BMW’s electric journey kicked off at the 1972 Olympic Games in Munich where two 1602 Elektro-Drive (Electric-Drive) sedans were on display looking virtually identical to their combustion-engined counterparts. However, the ICE was gone as the EV duo used a dozen of 12V lead-acid batteries that weighed 350 kg (771 lbs) to feed a Bosch-developed electric motor producing 32 kW peak and 12 kW continuous power.
The Varta battery pack gave the 1602e a maximum range of roughly 60 kilometers (37 miles), which was less than ideal even by early 1970s standards. The rear-wheel-drive electric sedan wasn’t particularly quick either, needing eight seconds until 31 mph (50 km/h) on its way to a maximum speed of just 62 mph (100 km/h).
Although the 1602e never made it to production, it did show the world BMW was already experimenting with electric cars well before the now-defunct i3 launched more than four decades later. To mark half a century since the EV’s official debut, a light show was organized at the company’s headquarters, which coincidentally was also completed 50 years ago.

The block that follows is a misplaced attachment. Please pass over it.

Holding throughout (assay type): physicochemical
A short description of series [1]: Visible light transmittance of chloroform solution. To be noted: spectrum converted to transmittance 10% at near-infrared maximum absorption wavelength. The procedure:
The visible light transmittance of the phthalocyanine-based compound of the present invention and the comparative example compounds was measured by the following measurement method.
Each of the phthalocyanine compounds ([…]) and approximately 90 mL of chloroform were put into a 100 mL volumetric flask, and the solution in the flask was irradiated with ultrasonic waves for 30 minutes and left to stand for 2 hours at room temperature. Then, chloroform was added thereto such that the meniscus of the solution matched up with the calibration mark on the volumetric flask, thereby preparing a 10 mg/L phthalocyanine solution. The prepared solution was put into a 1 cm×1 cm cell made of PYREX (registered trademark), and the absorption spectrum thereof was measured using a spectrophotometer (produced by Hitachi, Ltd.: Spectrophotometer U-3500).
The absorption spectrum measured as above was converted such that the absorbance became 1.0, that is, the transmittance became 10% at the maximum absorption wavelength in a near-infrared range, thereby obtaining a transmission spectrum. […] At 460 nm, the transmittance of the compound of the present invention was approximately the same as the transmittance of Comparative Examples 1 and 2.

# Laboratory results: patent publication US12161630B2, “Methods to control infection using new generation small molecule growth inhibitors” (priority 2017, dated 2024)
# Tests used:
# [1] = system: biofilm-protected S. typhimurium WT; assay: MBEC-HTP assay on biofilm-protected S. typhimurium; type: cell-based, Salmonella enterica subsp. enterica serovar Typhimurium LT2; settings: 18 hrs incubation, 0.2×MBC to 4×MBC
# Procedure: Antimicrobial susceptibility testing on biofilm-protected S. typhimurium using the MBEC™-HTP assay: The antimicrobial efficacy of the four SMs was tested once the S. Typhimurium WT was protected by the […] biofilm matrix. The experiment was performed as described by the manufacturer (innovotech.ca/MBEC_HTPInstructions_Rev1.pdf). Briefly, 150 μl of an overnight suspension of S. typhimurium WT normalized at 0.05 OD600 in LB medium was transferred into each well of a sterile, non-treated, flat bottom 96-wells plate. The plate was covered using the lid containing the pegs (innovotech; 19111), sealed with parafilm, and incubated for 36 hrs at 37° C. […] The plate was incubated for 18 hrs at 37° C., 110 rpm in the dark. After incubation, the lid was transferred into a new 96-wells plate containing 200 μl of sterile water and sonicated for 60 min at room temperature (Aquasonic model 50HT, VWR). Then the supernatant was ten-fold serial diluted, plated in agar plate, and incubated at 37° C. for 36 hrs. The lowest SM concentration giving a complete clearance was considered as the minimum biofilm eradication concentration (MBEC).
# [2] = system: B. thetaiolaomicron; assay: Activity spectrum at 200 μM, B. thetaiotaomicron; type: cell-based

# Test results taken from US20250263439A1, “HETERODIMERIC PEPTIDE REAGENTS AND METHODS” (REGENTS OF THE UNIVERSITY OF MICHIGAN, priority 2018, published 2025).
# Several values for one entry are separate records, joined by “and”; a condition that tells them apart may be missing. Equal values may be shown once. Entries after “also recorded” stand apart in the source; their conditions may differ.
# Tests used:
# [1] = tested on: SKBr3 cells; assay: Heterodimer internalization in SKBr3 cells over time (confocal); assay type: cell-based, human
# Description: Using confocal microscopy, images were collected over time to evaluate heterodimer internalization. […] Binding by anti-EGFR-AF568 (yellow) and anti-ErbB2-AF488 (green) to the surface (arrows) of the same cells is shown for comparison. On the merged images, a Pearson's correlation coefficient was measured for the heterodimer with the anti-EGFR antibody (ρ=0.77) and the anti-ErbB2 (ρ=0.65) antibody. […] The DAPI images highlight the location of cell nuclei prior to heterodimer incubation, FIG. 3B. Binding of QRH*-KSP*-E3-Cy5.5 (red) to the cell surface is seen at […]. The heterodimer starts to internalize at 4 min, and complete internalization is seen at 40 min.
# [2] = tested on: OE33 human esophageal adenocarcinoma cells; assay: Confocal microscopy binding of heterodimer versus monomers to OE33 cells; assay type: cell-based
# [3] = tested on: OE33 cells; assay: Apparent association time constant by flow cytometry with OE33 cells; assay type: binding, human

The light show was part of the official ceremony of the European Championships in Munich, which are regarded as being the biggest sports event in Germany since the 1972 Summer Olympics we mentioned earlier.
When you think about it, the 1602e received a spiritual successor earlier this year, but only in China. The i3 is an electric conversion of the 3 Series Sedan, which replaced the 02 Series in the mid-1970s. Known as the i3 eDrive35L, it rides on the same CLAR platform as the gasoline- and diesel-fueled 3er and is the first 3 Series ever to have air suspension (rear axle only).
A globally available 3 Series EV will follow in 2025 with the arrival of the Neue Klasse platform, which will also underpin the next-generation iX3 crossover. It won’t spell the end for the combustion-engined 3 Series and X3 as both will stick around for many years to come and will peacefully coexist with their electric equivalents.
Source: BMW Group / YouTube